Aadhaar is best understood as a technology foundation upon which India can build a better, more-targeted and less-leaky subsidies system - food and fuel subsidies have been grossly misdirected over the past several decades. It can also help achieve radically higher rates of financial inclusion. In Bengaluru, efforts by a non-governmental organisation has seen construction labourers, among others, open bank accounts late at night at small grocery stores and remit money to their families in rural India. By being able to do so without paying onerous commissions of as much as Rs 100 for a remittance of Rs 1,000 has made them eager adopters of a financial inclusion effort that uses Aadhaar as a backbone. Aadhaar thus enjoys support at both ends of the policy spectrum: the poor without bank accounts, who are delighted to have access to services that are often elusive, and policymakers, who see larger goals such as reducing the fiscal deficit and wasteful expenditure. Not surprisingly, the judgment last week was welcomed by both the central bank governor and the finance minister. Chief Justice H L Dattu put forward an elemental question: if Aadhaar was to be used for the public distribution system and cooking gas supplies, "why not extend it to other activities?"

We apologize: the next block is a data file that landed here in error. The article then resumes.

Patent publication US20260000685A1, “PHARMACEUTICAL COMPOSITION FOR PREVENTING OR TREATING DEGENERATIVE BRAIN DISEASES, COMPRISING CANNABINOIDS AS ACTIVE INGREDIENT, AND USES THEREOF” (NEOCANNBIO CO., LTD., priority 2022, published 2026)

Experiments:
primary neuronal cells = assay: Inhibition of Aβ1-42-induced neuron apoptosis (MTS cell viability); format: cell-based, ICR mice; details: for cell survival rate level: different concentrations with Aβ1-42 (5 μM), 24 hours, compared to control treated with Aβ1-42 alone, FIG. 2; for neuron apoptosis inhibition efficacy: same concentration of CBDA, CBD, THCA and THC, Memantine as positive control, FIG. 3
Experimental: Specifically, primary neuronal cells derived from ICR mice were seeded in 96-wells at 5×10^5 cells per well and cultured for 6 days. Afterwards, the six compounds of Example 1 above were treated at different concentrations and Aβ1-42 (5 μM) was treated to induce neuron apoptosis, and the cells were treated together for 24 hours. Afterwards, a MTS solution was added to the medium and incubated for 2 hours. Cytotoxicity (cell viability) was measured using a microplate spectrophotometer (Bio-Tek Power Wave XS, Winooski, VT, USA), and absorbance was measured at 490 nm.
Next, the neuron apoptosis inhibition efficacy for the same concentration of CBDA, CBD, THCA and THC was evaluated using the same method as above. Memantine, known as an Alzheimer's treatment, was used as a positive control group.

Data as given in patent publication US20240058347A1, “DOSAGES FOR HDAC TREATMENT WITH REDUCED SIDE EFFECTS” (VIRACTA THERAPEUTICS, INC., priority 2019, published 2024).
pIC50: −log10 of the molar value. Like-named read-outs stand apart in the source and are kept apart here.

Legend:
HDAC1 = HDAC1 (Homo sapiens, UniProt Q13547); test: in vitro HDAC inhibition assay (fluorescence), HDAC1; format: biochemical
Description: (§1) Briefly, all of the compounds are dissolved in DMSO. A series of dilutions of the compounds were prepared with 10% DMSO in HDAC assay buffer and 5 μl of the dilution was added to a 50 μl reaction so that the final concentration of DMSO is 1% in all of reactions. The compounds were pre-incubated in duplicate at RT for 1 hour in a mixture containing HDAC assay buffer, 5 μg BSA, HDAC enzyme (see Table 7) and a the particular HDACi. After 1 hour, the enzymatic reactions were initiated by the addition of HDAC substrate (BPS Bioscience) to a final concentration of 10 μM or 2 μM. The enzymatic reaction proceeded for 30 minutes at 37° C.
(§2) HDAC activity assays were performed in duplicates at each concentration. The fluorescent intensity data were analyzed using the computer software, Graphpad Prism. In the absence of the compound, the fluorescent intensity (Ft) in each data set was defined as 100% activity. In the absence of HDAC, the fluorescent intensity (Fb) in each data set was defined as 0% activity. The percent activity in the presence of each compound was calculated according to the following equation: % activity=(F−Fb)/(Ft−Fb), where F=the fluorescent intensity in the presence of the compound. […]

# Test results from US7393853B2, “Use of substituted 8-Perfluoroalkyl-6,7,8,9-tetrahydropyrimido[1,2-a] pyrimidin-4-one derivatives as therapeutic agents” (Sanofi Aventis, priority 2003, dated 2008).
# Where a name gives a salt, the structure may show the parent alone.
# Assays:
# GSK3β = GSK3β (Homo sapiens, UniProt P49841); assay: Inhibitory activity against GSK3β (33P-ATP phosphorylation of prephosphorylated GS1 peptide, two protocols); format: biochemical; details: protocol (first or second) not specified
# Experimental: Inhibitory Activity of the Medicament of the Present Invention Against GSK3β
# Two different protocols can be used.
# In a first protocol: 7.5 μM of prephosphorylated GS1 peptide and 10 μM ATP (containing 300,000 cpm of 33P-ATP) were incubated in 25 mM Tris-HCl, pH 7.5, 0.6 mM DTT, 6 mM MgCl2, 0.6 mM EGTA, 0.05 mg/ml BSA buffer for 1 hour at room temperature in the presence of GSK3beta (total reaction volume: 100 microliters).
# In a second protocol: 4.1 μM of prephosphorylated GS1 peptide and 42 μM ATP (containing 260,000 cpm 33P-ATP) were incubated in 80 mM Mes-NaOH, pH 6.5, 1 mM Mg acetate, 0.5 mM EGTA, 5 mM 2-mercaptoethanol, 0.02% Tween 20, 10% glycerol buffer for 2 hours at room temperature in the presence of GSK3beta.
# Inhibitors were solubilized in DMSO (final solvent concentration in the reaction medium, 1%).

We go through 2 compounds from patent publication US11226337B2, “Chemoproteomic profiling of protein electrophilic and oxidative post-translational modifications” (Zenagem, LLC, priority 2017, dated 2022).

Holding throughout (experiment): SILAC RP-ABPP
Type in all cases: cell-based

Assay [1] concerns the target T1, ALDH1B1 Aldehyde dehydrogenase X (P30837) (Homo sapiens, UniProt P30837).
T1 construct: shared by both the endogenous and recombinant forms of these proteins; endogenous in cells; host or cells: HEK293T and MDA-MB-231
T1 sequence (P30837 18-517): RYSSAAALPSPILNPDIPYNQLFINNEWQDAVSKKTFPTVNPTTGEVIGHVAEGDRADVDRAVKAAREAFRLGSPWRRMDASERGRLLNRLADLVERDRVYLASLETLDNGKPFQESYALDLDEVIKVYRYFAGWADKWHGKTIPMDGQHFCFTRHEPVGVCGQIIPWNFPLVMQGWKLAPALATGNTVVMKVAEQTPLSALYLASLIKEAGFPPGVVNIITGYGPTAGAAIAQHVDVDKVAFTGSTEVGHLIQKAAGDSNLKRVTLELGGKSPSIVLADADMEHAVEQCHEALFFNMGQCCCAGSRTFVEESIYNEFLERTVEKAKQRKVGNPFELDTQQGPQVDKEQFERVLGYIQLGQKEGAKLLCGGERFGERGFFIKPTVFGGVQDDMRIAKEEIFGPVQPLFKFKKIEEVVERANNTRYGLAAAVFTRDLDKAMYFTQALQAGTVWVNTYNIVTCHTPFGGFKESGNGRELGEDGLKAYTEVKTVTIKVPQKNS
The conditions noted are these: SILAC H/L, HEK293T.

The thorny question of whether Aadhaar is a threat to privacy and indeed whether privacy is a fundamental right has again been referred to a larger bench to adjudicate. Many observers have criticised the government for muddling the issue of using Aadhaar by arguing that there was no fundamental right to privacy. Indeed, the government might not have had to embark on this long and tortuous road of protracted legal challenges to Aadhaar if it had legislated adequate laws to protect privacy. Aadhaar has been something of a case study in enrolment - some 920 million Indians have an Aadhaar identity - but its safeguards and benefits are poorly understood by many in the middle class. The use of it for a "know your customer", for instance, stays within the banking system. When an authentication is done, the system does not know the purpose for which it was done. No system this large is immune from, say, a hacker, but what it replaces was riddled with abuse. But that is no excuse for not putting in place a privacy law to prevent anybody from misusing individual data. The court's decision allowing a wider use of Aadhaar should ensure improved governance that is both more humane and pragmatic in dispensing welfare benefits. The government should now urgently get down to the task of framing an effective privacy law to address all doubts and concerns over data security.